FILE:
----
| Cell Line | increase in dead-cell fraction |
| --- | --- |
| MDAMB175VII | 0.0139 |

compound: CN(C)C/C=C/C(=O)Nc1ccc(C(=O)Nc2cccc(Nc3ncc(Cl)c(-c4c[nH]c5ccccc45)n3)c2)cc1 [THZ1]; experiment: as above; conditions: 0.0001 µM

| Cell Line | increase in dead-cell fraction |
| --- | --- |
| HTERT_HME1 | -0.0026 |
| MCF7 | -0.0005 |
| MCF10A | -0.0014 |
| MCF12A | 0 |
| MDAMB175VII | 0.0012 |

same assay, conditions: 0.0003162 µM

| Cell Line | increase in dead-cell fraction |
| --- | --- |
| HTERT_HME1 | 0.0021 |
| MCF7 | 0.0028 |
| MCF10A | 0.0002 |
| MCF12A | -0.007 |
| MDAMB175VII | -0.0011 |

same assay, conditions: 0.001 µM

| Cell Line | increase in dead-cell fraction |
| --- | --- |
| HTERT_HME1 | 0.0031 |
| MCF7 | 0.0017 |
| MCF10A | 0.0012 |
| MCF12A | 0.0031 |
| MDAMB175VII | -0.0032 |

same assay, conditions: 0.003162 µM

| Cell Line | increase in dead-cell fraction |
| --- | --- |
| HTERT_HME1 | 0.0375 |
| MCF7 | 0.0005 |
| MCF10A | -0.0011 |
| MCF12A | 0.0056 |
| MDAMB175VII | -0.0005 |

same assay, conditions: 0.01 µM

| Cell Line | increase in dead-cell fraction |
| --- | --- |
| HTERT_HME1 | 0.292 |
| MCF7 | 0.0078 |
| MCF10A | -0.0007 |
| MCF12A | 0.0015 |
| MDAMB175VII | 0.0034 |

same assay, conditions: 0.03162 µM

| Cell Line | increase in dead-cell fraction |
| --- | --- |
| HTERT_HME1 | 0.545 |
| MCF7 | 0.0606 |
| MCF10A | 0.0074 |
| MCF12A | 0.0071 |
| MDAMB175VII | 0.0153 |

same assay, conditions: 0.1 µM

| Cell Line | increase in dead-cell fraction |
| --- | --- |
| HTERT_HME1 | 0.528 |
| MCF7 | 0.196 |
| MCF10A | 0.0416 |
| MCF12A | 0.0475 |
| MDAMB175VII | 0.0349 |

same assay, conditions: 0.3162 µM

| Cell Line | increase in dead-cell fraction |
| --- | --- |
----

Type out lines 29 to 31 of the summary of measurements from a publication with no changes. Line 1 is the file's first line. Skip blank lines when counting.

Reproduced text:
| Cell Line | increase in dead-cell fraction |
| --- | --- |
| HTERT_HME1 | 0.0375 |